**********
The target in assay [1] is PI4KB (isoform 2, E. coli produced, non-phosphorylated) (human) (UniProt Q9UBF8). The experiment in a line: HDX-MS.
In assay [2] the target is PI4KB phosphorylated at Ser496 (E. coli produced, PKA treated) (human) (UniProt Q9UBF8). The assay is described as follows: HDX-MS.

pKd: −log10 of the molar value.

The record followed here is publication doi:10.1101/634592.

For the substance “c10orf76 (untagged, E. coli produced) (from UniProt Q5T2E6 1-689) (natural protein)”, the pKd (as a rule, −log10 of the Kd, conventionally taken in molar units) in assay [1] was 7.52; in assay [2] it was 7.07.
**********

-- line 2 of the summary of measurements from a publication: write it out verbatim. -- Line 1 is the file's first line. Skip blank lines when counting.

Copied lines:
In assay [2] the target is PI4KB phosphorylated at Ser496 (E. coli produced, PKA treated) (human) (UniProt Q9UBF8). The assay is described as follows: HDX-MS.